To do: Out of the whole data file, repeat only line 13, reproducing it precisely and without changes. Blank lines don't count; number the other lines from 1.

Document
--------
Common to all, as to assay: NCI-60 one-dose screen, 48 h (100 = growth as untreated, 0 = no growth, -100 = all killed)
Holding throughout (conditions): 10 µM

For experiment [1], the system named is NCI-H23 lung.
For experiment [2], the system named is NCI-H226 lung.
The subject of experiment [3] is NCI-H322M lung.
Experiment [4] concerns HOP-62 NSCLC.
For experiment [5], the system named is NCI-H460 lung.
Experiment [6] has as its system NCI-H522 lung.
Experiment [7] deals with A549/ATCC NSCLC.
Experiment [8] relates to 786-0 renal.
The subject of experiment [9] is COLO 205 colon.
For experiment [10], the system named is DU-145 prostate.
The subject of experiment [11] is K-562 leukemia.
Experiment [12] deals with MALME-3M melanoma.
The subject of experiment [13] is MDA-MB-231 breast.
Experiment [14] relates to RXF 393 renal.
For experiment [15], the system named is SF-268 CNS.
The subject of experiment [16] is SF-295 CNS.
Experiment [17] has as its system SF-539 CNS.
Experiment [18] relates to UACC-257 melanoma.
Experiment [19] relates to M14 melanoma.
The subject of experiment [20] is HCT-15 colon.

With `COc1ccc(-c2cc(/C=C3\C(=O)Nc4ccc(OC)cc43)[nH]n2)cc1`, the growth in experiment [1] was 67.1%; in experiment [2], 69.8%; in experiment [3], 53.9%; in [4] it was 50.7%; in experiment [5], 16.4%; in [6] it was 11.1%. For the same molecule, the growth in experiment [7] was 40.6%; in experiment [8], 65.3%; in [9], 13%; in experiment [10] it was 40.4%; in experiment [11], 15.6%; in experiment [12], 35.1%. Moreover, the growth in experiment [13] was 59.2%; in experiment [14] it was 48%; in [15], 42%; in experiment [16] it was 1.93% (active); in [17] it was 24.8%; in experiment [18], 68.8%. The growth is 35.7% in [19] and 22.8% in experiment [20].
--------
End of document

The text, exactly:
The subject of experiment [11] is K-562 leukemia.